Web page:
1. [syn: lapwing, green plover, peewit, pewit]
The Collaborative International Dictionary of English v.0.48:
Lapwing \Lap"wing`\, n. [OE. lapwynke, leepwynke, AS.
hle['a]pewince; hle['a]pan to leap, jump + (prob.) a word
akin to AS. wincian to wink, E. wink, AS. wancol wavering;
cf. G. wanken to stagger, waver. See Leap, and Wink.]
A small European bird of the Plover family (Vanellus
cristatus, or Vanellus vanellus). It has long and broad
wings, and is noted for its rapid, irregular fight, upwards,
downwards, and in circles. Its back is coppery or greenish
bronze. Its eggs are the "plover's eggs" of the London
market, esteemed a delicacy. It is called also peewit,
dastard plover, and wype. The gray lapwing is the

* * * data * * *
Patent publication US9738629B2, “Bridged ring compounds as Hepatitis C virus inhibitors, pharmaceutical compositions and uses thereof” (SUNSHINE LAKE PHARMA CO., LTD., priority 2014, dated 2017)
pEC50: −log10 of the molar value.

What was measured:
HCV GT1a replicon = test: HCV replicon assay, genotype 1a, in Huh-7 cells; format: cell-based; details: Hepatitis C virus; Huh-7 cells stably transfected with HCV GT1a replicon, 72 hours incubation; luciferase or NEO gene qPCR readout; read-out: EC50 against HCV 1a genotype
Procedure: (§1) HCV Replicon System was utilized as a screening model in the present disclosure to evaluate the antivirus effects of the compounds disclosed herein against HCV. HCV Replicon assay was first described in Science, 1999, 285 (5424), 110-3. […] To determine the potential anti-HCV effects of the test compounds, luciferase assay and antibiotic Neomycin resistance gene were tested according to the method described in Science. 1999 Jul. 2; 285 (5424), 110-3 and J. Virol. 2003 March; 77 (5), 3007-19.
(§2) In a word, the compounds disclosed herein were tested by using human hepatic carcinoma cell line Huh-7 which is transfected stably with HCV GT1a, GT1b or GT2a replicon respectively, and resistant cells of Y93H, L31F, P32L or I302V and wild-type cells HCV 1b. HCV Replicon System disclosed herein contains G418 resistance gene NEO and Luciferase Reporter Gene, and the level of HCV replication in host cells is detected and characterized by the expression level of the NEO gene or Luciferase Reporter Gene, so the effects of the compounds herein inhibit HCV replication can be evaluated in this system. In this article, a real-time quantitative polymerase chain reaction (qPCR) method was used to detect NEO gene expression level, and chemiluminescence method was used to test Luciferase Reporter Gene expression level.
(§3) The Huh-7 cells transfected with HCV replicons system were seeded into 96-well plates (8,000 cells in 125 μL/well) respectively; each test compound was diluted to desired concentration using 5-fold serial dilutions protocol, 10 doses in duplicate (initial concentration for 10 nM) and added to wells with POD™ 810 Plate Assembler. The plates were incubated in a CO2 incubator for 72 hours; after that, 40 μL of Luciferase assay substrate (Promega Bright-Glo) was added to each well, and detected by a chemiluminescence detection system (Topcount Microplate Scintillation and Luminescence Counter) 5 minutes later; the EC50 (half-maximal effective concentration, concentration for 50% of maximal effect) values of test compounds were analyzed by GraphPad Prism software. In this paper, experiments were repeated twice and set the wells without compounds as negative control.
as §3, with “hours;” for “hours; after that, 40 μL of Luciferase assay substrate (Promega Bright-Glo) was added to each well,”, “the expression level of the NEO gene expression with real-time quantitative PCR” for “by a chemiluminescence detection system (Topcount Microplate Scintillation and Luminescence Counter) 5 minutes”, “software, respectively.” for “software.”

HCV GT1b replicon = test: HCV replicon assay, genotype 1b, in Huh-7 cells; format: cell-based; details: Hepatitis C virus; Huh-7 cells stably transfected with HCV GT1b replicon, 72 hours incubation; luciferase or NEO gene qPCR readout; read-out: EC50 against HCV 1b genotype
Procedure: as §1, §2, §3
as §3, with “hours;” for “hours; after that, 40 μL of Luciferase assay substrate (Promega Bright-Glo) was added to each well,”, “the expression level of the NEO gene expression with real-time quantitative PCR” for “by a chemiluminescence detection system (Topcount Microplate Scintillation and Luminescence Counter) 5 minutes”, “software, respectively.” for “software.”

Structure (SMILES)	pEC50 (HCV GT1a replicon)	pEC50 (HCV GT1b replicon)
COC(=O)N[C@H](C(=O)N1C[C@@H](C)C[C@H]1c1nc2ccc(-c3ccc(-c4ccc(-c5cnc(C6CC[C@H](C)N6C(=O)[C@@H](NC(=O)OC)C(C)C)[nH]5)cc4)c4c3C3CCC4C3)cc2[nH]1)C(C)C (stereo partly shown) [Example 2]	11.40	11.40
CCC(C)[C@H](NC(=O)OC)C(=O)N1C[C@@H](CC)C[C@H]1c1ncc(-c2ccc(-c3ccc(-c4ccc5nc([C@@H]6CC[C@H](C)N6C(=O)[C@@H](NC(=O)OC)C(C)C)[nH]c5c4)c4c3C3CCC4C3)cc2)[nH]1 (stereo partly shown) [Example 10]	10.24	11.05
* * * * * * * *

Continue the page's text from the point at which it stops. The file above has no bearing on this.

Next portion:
WordNet (r) 3.0 (2006):
n 1: large crested Old World plover having wattles and spurs
[syn: lapwing, green plover, peewit, pewit]
Easton's 1897 Bible Dictionary:
the name of an unclean bird, mentioned only in Lev. 11:19 and
Deut. 14:18. The Hebrew name of this bird, _dukiphath_, has been
generally regarded as denoting the hoope (Upupa epops), an
onomatopoetic word derived from the cry of the bird, which
resembles the word "hoop;" a bird not uncommon in Palestine.
Others identify it with the English peewit.